Mohamed Saifulla smiles as he pulls out a thick folder in the pale green office of the Anjuman-E Islamia of Kolar. He may well smile. Saifulla and the Anjuman committee are in a great part responsible for the Indian microfinance industry now finding itself with its back against the wall. The outgoing president of the Anjuman committee, made up of nominees from the town’s mosques, Saifulla has agreed to show us details of women borrowers who were harassed by microfinance institutions for repayments. Instead what he brings out ceremoniously from a plastic bag is a file with clips of blog accounts, comments and newspaper articles about how the committee brought microfinance repayments to a grinding halt in Kolar.
“Most of them agree with us,” he says, basking in his new celebrity status and pointing to articles that say the meteoric growth of microfinance could lead to problems. Saifulla knows he has caught India’s MFI industry by the scruff of its neck. Upon a directive from Anjuman in February 2009, Muslim women borrowers stopped repayments Kolar, Mysore, Ramanagaram, Tumkur and other neighbouring towns in Southern Karnataka amounting to a default of around Rs. 60 crore for microfinance institutions (MFIs), probably the biggest default in the Indian microfinance industry.
While MFI activity in India has grown exponentially, the top five MFIs have more than doubled their client bases and grown at more than 45 percent over the last couple of years, some areas like Kolar are facing saturation. But for an industry that prides itself on near 100 percent repayment rates and doubled its turnover last year, the Kolar standoff is bad news not just for the loss of the money but for the larger ills that plague the entire microfinance ecosystem.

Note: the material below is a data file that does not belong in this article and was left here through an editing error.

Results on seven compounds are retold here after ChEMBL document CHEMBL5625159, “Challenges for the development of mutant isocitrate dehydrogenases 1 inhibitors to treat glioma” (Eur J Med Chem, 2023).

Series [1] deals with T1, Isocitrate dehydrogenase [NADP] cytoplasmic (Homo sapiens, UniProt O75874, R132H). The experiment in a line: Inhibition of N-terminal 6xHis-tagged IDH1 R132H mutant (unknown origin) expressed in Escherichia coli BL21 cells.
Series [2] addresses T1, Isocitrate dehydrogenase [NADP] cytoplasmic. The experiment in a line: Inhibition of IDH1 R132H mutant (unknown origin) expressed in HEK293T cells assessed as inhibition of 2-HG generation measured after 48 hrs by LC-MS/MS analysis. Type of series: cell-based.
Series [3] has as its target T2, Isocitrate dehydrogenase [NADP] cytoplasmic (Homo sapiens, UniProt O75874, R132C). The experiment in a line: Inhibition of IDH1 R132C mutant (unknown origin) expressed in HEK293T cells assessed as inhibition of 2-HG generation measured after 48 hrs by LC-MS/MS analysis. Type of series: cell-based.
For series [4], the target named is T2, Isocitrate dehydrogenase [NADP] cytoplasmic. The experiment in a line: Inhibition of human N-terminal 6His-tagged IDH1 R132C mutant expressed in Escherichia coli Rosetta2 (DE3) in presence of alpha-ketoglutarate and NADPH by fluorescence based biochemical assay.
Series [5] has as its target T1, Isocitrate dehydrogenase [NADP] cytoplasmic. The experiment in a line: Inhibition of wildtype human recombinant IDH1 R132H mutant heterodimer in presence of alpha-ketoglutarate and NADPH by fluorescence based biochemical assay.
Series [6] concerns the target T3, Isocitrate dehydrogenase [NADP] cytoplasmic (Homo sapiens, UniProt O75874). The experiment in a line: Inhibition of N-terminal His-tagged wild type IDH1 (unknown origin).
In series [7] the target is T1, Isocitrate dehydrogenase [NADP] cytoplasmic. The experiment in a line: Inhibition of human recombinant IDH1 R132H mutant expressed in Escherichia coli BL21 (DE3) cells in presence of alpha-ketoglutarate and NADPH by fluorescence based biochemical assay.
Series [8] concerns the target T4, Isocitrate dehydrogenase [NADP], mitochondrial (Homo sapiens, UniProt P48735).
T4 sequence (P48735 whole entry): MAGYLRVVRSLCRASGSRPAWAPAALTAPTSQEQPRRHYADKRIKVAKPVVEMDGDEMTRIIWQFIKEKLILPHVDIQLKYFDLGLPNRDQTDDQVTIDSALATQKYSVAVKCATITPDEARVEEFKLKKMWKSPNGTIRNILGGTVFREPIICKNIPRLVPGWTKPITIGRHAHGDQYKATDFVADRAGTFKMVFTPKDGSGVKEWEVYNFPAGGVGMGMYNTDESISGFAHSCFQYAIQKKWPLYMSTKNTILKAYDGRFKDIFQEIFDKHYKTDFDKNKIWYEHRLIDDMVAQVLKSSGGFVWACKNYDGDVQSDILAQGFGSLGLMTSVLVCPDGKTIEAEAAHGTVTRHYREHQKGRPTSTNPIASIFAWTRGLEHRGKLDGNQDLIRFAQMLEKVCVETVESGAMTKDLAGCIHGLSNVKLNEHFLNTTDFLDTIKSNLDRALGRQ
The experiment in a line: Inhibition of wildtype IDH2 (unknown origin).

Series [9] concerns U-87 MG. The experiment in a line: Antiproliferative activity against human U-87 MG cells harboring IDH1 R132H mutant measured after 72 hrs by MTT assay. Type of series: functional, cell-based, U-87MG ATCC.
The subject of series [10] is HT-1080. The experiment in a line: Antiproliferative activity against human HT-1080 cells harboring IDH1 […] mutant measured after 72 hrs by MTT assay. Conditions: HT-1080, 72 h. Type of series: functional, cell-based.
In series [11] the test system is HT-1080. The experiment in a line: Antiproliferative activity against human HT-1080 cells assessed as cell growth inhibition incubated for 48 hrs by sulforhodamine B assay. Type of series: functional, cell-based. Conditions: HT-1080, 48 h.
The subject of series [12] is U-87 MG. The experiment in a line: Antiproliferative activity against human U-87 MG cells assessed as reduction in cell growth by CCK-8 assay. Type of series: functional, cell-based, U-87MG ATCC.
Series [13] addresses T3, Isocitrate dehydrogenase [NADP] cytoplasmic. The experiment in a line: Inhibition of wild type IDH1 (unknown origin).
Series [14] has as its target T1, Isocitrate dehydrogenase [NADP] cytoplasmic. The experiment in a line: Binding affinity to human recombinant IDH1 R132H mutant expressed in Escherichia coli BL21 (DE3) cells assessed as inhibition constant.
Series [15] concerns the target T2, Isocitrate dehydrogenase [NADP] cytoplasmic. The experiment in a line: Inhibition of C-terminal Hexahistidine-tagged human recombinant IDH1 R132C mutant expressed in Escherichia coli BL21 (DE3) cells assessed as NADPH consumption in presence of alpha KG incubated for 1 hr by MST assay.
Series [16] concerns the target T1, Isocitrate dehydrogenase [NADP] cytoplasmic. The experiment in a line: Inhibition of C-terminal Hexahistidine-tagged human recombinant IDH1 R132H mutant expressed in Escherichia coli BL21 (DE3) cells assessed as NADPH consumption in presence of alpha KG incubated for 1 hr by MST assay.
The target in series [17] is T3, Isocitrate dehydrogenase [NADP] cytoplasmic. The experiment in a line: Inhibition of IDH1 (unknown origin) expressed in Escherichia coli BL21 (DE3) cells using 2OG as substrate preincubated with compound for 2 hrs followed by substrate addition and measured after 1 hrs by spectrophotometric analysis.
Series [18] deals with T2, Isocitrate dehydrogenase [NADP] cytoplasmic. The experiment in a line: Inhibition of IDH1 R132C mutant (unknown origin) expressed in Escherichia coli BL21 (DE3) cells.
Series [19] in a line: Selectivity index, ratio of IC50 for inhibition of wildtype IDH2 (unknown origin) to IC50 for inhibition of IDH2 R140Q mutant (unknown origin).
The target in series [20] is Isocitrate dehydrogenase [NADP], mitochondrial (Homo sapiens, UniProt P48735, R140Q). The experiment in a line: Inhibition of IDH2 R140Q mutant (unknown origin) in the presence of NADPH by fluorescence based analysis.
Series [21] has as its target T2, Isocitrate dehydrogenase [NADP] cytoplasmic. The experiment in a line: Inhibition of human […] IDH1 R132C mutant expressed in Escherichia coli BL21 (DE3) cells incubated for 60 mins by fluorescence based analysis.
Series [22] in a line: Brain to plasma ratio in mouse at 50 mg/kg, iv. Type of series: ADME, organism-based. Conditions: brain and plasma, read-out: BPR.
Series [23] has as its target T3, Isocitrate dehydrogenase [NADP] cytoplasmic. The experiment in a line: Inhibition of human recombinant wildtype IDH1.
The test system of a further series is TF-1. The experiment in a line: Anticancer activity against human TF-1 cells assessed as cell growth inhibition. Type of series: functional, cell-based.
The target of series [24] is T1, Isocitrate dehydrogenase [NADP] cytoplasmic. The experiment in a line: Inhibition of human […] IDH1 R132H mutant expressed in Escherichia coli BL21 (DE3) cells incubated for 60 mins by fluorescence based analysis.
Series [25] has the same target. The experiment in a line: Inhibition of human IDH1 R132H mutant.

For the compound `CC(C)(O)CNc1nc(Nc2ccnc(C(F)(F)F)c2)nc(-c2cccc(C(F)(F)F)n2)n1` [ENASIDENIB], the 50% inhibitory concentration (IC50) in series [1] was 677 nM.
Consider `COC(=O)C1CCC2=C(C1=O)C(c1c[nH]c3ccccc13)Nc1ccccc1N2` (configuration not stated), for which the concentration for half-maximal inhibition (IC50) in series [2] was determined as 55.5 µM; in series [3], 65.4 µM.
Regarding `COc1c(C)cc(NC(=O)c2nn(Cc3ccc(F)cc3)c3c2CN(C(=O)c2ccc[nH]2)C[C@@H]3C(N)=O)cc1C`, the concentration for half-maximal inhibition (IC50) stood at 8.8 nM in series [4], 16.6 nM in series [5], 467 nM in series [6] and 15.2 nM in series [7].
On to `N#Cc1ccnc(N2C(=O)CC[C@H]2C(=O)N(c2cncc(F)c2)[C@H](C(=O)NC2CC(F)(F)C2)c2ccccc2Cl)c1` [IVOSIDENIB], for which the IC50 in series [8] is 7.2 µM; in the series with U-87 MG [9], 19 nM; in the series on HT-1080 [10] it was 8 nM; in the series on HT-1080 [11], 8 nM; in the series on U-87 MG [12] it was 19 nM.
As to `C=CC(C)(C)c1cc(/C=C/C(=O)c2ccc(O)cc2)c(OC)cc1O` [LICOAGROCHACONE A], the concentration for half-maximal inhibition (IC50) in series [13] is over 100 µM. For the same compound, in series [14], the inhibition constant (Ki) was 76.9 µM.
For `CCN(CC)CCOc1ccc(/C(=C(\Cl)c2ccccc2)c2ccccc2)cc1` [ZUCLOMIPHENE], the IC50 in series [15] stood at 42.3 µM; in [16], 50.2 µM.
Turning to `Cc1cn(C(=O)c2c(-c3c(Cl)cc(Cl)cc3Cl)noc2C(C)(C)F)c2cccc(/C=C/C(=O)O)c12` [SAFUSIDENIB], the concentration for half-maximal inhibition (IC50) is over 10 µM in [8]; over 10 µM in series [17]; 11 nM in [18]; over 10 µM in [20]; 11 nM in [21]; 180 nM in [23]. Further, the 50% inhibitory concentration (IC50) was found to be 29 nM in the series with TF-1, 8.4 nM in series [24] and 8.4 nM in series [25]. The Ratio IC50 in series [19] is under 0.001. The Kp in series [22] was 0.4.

Microfinance has changed social and economic equations even in conservative societies. Is it now being held hostage by interests that are threatened by this change? Or has the industry skipped processes in its eagerness to grow? Turns out it is a bit of both. What the microfinance industry is also pondering is how this can be prevented from happening again.On the Ground
The growth of MFIs in Kolar has been a natural consequence of the socio-economic fabric of the place.
A poor, area with a considerable Muslim polulation, Kolar was known for housing India’s only gold mines, an hour away from the town. But when the mines closed, it came to depend on silk factories as did Ramanagaram, a rocky place known more as the location of the cult film Sholay. But with the decline of silk factories, most women just sit outside their houses endlessly rolling beedis that earn them no more than Rs. 60 or Rs. 70 a day.
Most who say they started small businesses, including pushcarts selling firewood or vegetables or opened repair shops, say they suffered losses because people had no means to buy. With no way to earn, the lure of the increasingly available MFIs loans became hard to resist but harder to return.
Jabeen (who uses a single name) is a defaulter like hundreds of others who have taken multiple loans from MFIs. Jabeen and three friends have gathered at her house to talk about their financial woes. Jabeen says she took loans worth Rs. 15,000 and Rs. 12,000 from Rores Micro Entrepreneur Development Trust and FFSL Microfinance for house repairs and to give her husband — an auto driver who wanted to start a small business. But that did not work out and eventually Jabeen had to take a loan from the money lender to make her weekly repayments. So, it was with some relief that she told MFI officers that she would not repay till the Anjuman allowed her to.